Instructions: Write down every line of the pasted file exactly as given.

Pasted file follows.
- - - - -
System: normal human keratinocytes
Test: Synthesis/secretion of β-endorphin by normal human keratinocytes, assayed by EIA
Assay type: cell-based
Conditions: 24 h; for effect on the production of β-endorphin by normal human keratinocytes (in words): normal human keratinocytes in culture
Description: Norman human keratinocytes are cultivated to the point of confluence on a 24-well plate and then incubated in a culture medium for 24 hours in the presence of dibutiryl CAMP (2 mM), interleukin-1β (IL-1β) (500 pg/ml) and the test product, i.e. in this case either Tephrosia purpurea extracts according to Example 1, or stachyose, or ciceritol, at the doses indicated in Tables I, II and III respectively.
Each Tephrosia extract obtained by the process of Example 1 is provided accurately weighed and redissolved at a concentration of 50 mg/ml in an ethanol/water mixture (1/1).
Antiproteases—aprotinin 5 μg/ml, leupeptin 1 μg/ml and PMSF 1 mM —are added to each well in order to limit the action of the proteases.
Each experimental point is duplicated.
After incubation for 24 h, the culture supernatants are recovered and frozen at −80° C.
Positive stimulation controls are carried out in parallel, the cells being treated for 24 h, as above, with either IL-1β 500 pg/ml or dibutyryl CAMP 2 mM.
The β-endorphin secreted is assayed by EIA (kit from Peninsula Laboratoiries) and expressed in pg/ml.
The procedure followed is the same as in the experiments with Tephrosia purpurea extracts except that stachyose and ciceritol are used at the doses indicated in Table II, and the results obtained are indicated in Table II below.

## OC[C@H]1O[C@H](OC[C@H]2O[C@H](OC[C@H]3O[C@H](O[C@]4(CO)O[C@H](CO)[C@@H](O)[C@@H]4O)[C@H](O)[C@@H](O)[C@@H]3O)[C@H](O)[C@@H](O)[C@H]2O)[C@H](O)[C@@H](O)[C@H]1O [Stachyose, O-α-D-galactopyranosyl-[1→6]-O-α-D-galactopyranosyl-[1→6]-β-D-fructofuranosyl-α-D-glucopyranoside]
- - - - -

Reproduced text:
System: normal human keratinocytes
Test: Synthesis/secretion of β-endorphin by normal human keratinocytes, assayed by EIA
Assay type: cell-based
Conditions: 24 h; for effect on the production of β-endorphin by normal human keratinocytes (in words): normal human keratinocytes in culture
Description: Norman human keratinocytes are cultivated to the point of confluence on a 24-well plate and then incubated in a culture medium for 24 hours in the presence of dibutiryl CAMP (2 mM), interleukin-1β (IL-1β) (500 pg/ml) and the test product, i.e. in this case either Tephrosia purpurea extracts according to Example 1, or stachyose, or ciceritol, at the doses indicated in Tables I, II and III respectively.
Each Tephrosia extract obtained by the process of Example 1 is provided accurately weighed and redissolved at a concentration of 50 mg/ml in an ethanol/water mixture (1/1).
Antiproteases—aprotinin 5 μg/ml, leupeptin 1 μg/ml and PMSF 1 mM —are added to each well in order to limit the action of the proteases.
Each experimental point is duplicated.
After incubation for 24 h, the culture supernatants are recovered and frozen at −80° C.
Positive stimulation controls are carried out in parallel, the cells being treated for 24 h, as above, with either IL-1β 500 pg/ml or dibutyryl CAMP 2 mM.
The β-endorphin secreted is assayed by EIA (kit from Peninsula Laboratoiries) and expressed in pg/ml.
The procedure followed is the same as in the experiments with Tephrosia purpurea extracts except that stachyose and ciceritol are used at the doses indicated in Table II, and the results obtained are indicated in Table II below.

## OC[C@H]1O[C@H](OC[C@H]2O[C@H](OC[C@H]3O[C@H](O[C@]4(CO)O[C@H](CO)[C@@H](O)[C@@H]4O)[C@H](O)[C@@H](O)[C@@H]3O)[C@H](O)[C@@H](O)[C@H]2O)[C@H](O)[C@@H](O)[C@H]1O [Stachyose, O-α-D-galactopyranosyl-[1→6]-O-α-D-galactopyranosyl-[1→6]-β-D-fructofuranosyl-α-D-glucopyranoside]